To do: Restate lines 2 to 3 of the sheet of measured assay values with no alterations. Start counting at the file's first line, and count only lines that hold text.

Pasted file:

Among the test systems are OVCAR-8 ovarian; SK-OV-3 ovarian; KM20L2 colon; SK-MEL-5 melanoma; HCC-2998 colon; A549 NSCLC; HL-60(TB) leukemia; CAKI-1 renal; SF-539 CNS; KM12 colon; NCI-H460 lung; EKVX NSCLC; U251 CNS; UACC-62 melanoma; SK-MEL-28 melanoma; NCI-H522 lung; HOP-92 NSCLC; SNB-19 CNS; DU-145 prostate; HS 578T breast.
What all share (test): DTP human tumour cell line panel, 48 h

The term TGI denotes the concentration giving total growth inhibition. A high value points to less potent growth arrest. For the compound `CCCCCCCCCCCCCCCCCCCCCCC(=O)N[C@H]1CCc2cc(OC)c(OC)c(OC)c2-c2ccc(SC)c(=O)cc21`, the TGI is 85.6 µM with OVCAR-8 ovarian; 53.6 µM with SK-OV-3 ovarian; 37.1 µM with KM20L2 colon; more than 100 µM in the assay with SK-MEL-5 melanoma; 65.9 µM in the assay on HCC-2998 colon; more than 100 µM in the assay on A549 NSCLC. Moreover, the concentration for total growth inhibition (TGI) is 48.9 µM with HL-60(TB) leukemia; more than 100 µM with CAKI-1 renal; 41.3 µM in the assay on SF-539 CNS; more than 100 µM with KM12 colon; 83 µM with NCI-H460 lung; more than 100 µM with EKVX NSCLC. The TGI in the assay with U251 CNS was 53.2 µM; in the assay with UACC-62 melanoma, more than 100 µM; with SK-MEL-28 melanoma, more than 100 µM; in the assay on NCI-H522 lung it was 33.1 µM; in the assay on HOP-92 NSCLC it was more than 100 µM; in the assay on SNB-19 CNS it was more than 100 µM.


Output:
What all share (test): DTP human tumour cell line panel, 48 h

The term TGI denotes the concentration giving total growth inhibition. A high value points to less potent growth arrest. For the compound `CCCCCCCCCCCCCCCCCCCCCCC(=O)N[C@H]1CCc2cc(OC)c(OC)c(OC)c2-c2ccc(SC)c(=O)cc21`, the TGI is 85.6 µM with OVCAR-8 ovarian; 53.6 µM with SK-OV-3 ovarian; 37.1 µM with KM20L2 colon; more than 100 µM in the assay with SK-MEL-5 melanoma; 65.9 µM in the assay on HCC-2998 colon; more than 100 µM in the assay on A549 NSCLC. Moreover, the concentration for total growth inhibition (TGI) is 48.9 µM with HL-60(TB) leukemia; more than 100 µM with CAKI-1 renal; 41.3 µM in the assay on SF-539 CNS; more than 100 µM with KM12 colon; 83 µM with NCI-H460 lung; more than 100 µM with EKVX NSCLC. The TGI in the assay with U251 CNS was 53.2 µM; in the assay with UACC-62 melanoma, more than 100 µM; with SK-MEL-28 melanoma, more than 100 µM; in the assay on NCI-H522 lung it was 33.1 µM; in the assay on HOP-92 NSCLC it was more than 100 µM; in the assay on SNB-19 CNS it was more than 100 µM.